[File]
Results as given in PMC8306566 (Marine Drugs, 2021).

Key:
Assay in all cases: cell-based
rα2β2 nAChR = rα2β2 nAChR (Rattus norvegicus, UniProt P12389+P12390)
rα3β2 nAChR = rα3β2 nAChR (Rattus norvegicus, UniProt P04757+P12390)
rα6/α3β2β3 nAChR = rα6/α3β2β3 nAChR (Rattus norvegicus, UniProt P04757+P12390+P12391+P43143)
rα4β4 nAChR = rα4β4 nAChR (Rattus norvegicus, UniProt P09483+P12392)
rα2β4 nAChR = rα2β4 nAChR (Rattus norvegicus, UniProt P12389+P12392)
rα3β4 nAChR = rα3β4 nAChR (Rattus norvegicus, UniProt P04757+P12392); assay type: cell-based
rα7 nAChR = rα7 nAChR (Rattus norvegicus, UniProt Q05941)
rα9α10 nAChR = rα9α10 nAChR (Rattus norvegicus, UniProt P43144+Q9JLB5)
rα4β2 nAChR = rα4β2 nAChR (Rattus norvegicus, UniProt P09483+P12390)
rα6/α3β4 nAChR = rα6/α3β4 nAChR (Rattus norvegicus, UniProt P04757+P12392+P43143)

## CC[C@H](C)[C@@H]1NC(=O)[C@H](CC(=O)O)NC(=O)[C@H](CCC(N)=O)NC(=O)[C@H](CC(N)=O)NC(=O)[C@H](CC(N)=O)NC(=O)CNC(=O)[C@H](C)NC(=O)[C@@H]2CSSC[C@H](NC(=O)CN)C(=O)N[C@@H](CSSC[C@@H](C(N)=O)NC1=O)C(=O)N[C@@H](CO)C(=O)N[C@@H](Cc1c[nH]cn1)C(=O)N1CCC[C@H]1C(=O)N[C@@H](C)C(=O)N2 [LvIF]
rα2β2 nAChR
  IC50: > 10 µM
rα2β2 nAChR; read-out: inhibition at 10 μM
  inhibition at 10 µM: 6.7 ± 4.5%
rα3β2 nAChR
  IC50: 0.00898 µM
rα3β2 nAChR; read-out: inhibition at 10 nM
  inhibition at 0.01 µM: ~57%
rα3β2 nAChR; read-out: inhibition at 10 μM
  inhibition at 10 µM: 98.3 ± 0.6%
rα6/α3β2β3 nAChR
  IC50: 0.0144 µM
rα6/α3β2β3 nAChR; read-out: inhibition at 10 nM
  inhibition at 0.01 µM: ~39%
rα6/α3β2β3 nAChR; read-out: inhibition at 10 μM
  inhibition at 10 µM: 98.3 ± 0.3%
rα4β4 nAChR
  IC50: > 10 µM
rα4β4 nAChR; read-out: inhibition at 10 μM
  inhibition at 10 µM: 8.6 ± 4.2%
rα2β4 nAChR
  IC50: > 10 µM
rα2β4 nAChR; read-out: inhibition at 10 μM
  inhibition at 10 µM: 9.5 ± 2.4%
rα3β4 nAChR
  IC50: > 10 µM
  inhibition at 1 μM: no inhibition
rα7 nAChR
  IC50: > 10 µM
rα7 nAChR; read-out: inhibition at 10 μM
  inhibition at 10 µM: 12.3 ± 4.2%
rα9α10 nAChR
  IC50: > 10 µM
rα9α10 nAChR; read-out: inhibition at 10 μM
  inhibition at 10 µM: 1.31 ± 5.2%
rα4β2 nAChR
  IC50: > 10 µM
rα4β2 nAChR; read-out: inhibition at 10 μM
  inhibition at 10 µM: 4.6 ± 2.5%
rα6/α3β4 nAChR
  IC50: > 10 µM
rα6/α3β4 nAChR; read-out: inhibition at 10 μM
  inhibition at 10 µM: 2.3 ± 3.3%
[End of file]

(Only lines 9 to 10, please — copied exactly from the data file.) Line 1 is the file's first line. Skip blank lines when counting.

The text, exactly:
rα3β4 nAChR = rα3β4 nAChR (Rattus norvegicus, UniProt P04757+P12392); assay type: cell-based
rα7 nAChR = rα7 nAChR (Rattus norvegicus, UniProt Q05941)